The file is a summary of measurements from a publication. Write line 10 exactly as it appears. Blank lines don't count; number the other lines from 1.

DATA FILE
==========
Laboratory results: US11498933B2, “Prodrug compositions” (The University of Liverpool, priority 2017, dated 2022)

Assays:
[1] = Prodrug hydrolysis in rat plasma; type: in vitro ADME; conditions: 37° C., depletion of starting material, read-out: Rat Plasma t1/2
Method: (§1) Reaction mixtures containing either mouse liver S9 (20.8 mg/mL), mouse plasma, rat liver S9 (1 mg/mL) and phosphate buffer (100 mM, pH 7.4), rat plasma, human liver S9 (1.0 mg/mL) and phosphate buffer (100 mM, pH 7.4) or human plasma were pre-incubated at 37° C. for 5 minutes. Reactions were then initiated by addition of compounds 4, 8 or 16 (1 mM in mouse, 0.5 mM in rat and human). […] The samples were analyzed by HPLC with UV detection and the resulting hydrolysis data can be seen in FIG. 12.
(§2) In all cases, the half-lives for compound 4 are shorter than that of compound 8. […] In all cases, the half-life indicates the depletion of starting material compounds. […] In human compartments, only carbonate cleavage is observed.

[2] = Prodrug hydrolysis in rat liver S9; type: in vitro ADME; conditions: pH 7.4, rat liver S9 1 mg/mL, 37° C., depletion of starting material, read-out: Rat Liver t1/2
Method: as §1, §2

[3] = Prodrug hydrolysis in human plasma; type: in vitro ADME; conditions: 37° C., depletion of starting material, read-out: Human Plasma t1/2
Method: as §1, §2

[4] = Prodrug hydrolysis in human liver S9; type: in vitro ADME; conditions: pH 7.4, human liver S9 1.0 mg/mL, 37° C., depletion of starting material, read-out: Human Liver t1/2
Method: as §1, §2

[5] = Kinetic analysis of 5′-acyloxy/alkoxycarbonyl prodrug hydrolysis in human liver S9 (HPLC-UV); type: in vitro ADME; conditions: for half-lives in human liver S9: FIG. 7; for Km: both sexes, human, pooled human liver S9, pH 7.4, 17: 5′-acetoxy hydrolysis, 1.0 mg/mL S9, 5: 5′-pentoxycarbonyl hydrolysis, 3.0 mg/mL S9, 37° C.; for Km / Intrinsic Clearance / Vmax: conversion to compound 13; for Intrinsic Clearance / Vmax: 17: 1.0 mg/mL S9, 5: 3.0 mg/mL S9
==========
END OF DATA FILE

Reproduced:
[4] = Prodrug hydrolysis in human liver S9; type: in vitro ADME; conditions: pH 7.4, human liver S9 1.0 mg/mL, 37° C., depletion of starting material, read-out: Human Liver t1/2